Confidence in medium-sized and small lenders could be restored if protected deposits were raised to Sh5 million per bank account, a Nairobi-based investment firm has said.
Dry Associates Ltd, an investment advisory firm that is also a fund manager, said such level of deposit insurance would ensure that small banks had liquidity and cash flowed into the private sector to beat the current credit squeeze brought about by the law capping interest rates.
“Doing so would immediately restore confidence in Tier II and Tier III banks, meaning money would again flow to these banks who would then be in a position to start lending to the private sector again.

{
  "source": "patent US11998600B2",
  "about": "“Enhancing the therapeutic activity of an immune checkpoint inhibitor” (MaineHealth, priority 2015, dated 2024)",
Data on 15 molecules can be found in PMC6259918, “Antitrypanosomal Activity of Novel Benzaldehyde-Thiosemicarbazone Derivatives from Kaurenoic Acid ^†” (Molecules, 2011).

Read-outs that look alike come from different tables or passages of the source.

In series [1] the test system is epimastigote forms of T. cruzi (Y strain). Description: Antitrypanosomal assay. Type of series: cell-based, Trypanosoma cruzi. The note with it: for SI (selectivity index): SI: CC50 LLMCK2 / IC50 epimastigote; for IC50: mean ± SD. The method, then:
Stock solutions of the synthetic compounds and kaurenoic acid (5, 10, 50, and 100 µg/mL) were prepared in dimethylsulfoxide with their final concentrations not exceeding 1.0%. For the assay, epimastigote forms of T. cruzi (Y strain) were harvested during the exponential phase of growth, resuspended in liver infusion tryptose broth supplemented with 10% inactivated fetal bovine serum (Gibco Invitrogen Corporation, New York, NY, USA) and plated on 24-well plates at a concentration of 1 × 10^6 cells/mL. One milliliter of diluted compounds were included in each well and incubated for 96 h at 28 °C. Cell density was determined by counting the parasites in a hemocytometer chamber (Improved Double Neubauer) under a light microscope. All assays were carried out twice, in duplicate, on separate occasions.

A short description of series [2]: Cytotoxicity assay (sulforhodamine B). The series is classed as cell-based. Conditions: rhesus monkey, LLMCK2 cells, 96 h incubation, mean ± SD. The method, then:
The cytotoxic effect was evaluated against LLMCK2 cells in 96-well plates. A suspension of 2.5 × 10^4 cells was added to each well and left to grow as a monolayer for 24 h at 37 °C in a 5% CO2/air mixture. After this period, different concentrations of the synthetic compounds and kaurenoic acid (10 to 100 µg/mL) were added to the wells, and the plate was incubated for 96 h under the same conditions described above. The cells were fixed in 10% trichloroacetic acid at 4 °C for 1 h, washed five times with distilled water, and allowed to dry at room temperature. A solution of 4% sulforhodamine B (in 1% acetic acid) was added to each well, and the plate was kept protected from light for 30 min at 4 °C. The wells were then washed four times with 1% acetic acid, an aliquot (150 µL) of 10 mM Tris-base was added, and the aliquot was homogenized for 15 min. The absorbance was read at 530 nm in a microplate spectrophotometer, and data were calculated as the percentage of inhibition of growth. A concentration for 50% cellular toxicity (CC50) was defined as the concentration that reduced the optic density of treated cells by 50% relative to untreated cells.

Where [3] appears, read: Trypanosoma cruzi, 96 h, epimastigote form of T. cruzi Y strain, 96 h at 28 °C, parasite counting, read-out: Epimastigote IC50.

“It would also reintroduce competition among banks for deposits of which there is little today,” the firm said.
Currently, bank accounts in Kenya are insured up to Sh100,000, which is not realistic, the firm said.
The fund manager said interest rate-capping legislation that came into effect in September 2016 had good intentions, but it had also caused serious economic disruption in the financial sector and also adversely impacted on the private sector access to credit.
The firm said the capping legislation could be replaced with other alternatives such as having the Kenya Deposit Insurance Corporation introduce a law to guarantee all commercial bank deposits up to Sh5 million per bank account.
“Anytime there are artificial price controls on a commodity or service, there will be a shortage,” the firm said in an investment report.